12:16:Nile asks Chrystal if he thought the citizens of Newcastle, Maitland and Dungog had been consulted sufficiently on plans for the rail line.

Chrystal says the public consultation period was open for three or four months. “That’s a lot longer than normal,” Mr Chrystal said.

12:09:Shoebridge asks Gaynor and Chrystal if they’d ever had conversations with former lord mayor Jeff McCloy about his preferred route for the light rail line.

Jill Gaynor, Manager of Strategic Planning Services at the City of Newcastle. Picture: Darren Pateman.

Ms Gaynor said it had been discussed once and McCloy said he favoured the light rail running down Hunter Street. The council’s submission, however, reflected the decisions made by the council at that time, she said.

12:04:Shoebridge asking again why council GM Ken Gouldthorp didn’t seek the views of the councillors when he got request from parliamentary committee.

Chrystal says the GM understood the request was made of the council and not of the elected council, and he had the delegated authority to respond as he did.

11:59:David Shoebridge says the management of Newcastle council had “shown contempt” for the parliamentary inquiry by not including the elected councillors in discussions about the council’s submission to the inquiry.

11:54:Chrystal responding to questions from Voltz. Says the council was comfortable with the new CBD being pushed towards the west end with the east end becoming “more boutique retail and residential”.

He concedes that the council has issues with the lack of parking included in the proposed university campus.

Peter Chrystal, Planning and Regulatory Director for the City of Newcastle, appears at the inquiry. Picture: Darren Pateman.

11:47:Asked by Voltz about the council’s submission on the rail line, Peter Chrystal says it was council’s preference to extend light rail further east to Parnell Place to provide access to the beaches.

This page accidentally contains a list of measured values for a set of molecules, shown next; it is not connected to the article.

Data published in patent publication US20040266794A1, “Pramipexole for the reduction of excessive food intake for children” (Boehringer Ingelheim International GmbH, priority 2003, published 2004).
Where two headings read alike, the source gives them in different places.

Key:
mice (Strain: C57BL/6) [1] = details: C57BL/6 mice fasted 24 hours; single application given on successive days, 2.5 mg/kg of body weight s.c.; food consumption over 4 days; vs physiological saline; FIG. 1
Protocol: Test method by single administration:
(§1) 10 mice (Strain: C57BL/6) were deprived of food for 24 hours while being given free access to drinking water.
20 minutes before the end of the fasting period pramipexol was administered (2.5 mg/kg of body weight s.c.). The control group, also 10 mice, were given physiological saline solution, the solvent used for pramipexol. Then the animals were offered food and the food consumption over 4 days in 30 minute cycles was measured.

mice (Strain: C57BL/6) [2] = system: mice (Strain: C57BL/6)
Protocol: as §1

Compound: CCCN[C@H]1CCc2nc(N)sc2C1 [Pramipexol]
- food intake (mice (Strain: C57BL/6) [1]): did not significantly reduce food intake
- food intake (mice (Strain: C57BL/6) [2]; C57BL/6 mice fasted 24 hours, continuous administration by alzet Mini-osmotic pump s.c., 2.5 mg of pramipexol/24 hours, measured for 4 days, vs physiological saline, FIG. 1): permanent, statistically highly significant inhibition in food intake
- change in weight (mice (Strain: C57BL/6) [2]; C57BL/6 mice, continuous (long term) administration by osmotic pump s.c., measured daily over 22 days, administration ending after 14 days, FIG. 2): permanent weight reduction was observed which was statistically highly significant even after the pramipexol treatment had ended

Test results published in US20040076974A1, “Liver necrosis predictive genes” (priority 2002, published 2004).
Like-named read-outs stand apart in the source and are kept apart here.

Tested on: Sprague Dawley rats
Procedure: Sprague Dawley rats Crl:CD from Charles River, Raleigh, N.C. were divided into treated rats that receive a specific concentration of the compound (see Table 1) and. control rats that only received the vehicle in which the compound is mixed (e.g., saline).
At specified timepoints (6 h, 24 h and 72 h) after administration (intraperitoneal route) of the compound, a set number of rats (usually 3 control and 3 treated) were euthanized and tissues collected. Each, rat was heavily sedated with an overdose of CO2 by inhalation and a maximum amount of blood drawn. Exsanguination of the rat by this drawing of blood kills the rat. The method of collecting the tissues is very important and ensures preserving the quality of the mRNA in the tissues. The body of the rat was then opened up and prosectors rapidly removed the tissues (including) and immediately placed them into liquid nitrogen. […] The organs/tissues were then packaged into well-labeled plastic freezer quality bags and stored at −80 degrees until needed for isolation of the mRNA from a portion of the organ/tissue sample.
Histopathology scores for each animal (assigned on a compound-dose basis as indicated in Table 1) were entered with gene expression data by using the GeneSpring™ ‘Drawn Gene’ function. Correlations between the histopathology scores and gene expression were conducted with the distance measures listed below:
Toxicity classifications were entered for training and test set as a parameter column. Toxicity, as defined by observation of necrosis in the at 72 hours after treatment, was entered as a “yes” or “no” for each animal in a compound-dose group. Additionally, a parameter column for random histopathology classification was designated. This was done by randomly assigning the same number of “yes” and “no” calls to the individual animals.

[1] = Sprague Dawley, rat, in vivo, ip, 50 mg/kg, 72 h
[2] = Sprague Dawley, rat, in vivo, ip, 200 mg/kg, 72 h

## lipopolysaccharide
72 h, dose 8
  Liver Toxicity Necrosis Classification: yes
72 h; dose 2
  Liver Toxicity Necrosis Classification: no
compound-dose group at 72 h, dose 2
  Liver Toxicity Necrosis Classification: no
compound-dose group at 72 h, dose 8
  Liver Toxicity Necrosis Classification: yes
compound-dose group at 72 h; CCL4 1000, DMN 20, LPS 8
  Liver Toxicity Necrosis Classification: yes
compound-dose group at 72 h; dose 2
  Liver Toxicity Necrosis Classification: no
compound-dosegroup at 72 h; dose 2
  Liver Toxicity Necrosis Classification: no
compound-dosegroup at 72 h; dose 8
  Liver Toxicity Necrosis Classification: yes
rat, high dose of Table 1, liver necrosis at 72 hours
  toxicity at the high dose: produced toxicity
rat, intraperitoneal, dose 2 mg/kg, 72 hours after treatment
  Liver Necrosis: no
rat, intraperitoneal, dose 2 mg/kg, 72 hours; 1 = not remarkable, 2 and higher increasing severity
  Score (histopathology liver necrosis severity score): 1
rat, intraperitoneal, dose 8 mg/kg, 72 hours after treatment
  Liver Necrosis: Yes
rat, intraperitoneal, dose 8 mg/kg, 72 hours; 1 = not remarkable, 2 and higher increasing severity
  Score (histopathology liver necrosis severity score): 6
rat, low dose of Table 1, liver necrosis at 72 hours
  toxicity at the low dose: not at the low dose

11:37:That’s it from Broad and Hawes. Senior Newcastle council planners Peter Chrystal and Jill Gaynor join the committee at the table housing all the Mentos mints.

11:33:Pearce asks Broad about the original GPT plan for city centre. “Was it a lost opportunity?”

“Absolutely,” Broad replies.”We saw GPT as a once in a lifetime opportunity. The private sector wanting to spend $800 million in the city centre was something we’ve never seen before, but it was lost.”

Greg Pearce asks questions of Bob Hawes and Paul Broad. Picture: Darren Pateman.

11:24:Greg Pearce asking Hawes and Broad about the Newcastle Centre Renewal Report commissioned by the previous Labor government which spells out the cost benefits of removing the rail line.

Also refers to surveys undertaken by Hunter Valley Research Foundation, also commissioned by Labor, which found that 93% of Newcastle wanted action taken to renew the city.

11:21:Nile asking Broad and Hawes about light rail and transport.

“We want something that meets the needs of the future,” Broad says.

“The number of people travelling on public transport is appalling. We should fix it.”

Broad said the plan has been around for decades but under previous governments “we never had any money to do it”.

11:17:Nile asks if the Boxing Day truncation of the rail line could be pushed back or postponed.

“That’s a government decision, chairman, not ours, but we support it [Boxing Day cut].

“The issue has been around for 20 years, chairman, it’s time to move.”

11:13:”This sounds more like a Laurel and Hardy administration or a Bob Askin administration,” Shoebridge says of HDC’s operations.

Shoebridge accused of heading a “disgraceful smear” of Hawes.

11:08:Bob Hawes under fire from Shoebridge over property owned by him at Wickham. Shoebridge calls it a “gross conflict of interest”.

Hunter Development Corporation General Manager Bob Hawes answers questions. Picture: Darren Pateman.